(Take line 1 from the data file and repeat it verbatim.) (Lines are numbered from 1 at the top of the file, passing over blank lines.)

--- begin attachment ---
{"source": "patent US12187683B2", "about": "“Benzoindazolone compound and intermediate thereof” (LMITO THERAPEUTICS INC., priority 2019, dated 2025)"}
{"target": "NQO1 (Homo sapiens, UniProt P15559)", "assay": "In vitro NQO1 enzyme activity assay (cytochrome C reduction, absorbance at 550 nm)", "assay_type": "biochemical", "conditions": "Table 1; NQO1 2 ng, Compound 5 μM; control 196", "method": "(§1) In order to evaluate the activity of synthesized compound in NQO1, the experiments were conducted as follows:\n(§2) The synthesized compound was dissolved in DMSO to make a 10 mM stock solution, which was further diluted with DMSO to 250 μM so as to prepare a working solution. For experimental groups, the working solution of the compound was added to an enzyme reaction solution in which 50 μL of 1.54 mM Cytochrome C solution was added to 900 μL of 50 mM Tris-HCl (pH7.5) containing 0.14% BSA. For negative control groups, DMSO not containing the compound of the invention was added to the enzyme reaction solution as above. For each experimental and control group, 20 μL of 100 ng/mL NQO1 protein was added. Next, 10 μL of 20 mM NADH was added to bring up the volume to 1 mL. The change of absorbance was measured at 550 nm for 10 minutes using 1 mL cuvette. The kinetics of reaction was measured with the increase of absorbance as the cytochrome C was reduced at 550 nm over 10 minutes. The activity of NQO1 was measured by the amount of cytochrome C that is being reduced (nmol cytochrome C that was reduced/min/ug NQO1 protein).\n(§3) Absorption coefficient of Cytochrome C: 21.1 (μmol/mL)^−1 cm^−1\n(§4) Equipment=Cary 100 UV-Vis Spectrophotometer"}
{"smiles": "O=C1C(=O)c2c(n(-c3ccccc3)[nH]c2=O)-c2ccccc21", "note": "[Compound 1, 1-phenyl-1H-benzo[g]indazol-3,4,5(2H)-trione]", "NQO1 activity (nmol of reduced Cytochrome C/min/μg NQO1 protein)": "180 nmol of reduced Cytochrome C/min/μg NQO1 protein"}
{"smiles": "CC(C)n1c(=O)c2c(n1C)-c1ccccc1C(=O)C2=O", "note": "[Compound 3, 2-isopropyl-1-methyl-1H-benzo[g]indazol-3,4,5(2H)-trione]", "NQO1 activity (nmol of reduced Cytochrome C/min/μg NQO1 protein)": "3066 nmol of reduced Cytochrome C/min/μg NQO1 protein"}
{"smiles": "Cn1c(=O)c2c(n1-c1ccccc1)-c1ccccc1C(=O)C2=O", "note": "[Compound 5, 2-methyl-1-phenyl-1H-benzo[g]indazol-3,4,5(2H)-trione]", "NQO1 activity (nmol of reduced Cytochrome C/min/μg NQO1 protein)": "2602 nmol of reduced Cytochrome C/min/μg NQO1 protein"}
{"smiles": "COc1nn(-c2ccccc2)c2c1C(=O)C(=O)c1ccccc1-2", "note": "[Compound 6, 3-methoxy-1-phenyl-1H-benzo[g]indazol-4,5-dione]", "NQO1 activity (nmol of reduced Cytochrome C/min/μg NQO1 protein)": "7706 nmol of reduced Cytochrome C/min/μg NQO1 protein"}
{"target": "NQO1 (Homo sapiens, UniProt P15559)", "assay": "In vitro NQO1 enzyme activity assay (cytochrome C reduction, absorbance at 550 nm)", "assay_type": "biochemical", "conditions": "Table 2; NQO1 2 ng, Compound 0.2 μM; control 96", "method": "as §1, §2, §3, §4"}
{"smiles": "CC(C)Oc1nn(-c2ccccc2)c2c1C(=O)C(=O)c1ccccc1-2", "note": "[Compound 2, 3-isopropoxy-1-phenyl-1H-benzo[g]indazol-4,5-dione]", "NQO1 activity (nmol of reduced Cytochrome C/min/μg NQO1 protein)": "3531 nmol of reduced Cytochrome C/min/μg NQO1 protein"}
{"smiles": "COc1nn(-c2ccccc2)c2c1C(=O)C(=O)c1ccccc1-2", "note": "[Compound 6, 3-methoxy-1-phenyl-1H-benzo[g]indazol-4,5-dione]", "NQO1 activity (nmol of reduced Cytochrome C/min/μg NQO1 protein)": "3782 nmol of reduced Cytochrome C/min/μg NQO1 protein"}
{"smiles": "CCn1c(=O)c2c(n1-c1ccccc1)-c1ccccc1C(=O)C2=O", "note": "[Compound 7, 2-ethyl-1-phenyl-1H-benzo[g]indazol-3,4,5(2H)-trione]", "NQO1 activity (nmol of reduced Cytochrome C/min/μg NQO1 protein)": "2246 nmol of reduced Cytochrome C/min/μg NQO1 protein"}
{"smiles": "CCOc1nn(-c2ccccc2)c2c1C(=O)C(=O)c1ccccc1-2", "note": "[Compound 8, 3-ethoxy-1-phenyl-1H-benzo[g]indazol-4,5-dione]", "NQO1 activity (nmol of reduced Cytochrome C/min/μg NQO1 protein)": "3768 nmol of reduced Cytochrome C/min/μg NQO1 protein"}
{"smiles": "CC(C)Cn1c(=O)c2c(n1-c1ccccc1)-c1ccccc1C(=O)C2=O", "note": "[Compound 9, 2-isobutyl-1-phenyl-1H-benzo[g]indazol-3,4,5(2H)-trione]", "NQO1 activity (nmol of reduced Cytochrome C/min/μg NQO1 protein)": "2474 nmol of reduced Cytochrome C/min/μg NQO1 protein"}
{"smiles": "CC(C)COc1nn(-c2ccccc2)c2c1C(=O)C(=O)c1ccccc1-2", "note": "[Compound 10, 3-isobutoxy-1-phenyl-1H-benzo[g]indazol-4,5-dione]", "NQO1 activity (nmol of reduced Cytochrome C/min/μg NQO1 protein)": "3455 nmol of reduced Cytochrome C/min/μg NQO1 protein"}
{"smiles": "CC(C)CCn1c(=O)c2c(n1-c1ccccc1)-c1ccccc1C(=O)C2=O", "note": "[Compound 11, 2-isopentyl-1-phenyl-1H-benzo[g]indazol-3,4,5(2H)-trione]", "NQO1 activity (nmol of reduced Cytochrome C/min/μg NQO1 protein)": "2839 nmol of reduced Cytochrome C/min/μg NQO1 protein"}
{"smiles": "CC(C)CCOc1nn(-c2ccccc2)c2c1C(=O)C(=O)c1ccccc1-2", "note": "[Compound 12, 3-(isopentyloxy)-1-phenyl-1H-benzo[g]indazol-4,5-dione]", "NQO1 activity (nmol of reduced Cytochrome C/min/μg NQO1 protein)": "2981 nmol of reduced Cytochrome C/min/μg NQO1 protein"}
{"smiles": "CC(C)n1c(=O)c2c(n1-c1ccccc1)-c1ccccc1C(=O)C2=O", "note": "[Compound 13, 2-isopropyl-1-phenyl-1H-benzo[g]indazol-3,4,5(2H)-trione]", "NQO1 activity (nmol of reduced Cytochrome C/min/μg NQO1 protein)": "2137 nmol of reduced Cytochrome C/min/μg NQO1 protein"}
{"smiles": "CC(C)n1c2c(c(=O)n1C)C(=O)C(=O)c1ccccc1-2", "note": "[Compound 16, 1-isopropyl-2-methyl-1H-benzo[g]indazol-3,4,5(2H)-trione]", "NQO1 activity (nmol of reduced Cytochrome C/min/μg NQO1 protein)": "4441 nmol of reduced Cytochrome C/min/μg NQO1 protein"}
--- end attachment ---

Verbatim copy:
{"source": "patent US12187683B2", "about": "“Benzoindazolone compound and intermediate thereof” (LMITO THERAPEUTICS INC., priority 2019, dated 2025)"}